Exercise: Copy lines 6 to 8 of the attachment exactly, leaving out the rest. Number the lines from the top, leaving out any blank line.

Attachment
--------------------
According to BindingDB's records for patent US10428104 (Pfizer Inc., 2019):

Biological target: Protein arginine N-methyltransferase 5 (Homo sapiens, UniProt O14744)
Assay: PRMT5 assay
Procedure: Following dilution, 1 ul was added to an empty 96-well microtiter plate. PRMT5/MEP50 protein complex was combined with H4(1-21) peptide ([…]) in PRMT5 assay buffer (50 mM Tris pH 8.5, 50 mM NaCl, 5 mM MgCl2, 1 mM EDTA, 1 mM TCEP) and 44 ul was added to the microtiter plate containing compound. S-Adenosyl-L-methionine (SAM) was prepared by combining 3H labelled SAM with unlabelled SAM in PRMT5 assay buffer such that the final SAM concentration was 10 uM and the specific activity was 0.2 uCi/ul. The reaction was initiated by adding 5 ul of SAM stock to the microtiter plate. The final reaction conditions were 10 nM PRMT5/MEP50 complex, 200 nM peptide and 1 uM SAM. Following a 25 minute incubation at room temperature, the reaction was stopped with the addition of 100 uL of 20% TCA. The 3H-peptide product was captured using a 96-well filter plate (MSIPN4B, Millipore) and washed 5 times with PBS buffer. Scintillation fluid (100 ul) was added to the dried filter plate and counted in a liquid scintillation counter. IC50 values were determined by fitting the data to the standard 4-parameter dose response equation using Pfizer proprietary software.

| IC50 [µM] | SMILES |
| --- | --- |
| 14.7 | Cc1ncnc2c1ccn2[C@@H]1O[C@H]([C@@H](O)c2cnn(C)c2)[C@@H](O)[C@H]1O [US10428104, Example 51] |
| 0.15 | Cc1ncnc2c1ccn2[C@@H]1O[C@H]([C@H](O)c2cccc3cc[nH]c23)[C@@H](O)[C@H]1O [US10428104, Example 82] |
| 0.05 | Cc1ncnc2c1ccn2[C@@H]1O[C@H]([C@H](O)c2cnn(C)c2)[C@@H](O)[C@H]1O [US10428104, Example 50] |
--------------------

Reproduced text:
| --- | --- |
| 14.7 | Cc1ncnc2c1ccn2[C@@H]1O[C@H]([C@@H](O)c2cnn(C)c2)[C@@H](O)[C@H]1O [US10428104, Example 51] |
| 0.15 | Cc1ncnc2c1ccn2[C@@H]1O[C@H]([C@H](O)c2cccc3cc[nH]c23)[C@@H](O)[C@H]1O [US10428104, Example 82] |